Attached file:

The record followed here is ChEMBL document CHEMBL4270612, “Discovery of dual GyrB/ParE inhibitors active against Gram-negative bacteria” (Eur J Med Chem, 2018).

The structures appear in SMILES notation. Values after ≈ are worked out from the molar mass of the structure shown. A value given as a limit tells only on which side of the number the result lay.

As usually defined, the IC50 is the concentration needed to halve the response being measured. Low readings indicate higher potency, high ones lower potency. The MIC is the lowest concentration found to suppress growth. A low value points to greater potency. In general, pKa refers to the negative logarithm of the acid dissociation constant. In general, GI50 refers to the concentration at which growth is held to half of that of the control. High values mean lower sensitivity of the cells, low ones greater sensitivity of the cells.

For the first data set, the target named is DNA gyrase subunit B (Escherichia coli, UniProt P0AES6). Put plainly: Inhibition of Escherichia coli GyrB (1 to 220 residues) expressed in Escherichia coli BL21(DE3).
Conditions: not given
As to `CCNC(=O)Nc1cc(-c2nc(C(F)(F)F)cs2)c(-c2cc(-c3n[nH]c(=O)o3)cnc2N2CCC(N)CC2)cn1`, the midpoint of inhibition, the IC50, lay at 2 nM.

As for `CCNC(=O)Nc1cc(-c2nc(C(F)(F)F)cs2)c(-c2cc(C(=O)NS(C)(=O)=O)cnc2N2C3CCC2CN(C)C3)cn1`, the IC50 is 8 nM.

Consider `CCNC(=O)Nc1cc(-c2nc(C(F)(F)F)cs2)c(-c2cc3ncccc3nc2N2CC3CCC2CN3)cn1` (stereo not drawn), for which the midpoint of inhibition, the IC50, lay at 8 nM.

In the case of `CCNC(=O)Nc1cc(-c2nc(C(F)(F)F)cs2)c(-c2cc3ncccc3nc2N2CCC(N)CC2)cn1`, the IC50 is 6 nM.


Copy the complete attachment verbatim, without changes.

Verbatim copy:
The record followed here is ChEMBL document CHEMBL4270612, “Discovery of dual GyrB/ParE inhibitors active against Gram-negative bacteria” (Eur J Med Chem, 2018).

The structures appear in SMILES notation. Values after ≈ are worked out from the molar mass of the structure shown. A value given as a limit tells only on which side of the number the result lay.

As usually defined, the IC50 is the concentration needed to halve the response being measured. Low readings indicate higher potency, high ones lower potency. The MIC is the lowest concentration found to suppress growth. A low value points to greater potency. In general, pKa refers to the negative logarithm of the acid dissociation constant. In general, GI50 refers to the concentration at which growth is held to half of that of the control. High values mean lower sensitivity of the cells, low ones greater sensitivity of the cells.

For the first data set, the target named is DNA gyrase subunit B (Escherichia coli, UniProt P0AES6). Put plainly: Inhibition of Escherichia coli GyrB (1 to 220 residues) expressed in Escherichia coli BL21(DE3).
Conditions: not given
As to `CCNC(=O)Nc1cc(-c2nc(C(F)(F)F)cs2)c(-c2cc(-c3n[nH]c(=O)o3)cnc2N2CCC(N)CC2)cn1`, the midpoint of inhibition, the IC50, lay at 2 nM.

As for `CCNC(=O)Nc1cc(-c2nc(C(F)(F)F)cs2)c(-c2cc(C(=O)NS(C)(=O)=O)cnc2N2C3CCC2CN(C)C3)cn1`, the IC50 is 8 nM.

Consider `CCNC(=O)Nc1cc(-c2nc(C(F)(F)F)cs2)c(-c2cc3ncccc3nc2N2CC3CCC2CN3)cn1` (stereo not drawn), for which the midpoint of inhibition, the IC50, lay at 8 nM.

In the case of `CCNC(=O)Nc1cc(-c2nc(C(F)(F)F)cs2)c(-c2cc3ncccc3nc2N2CCC(N)CC2)cn1`, the IC50 is 6 nM.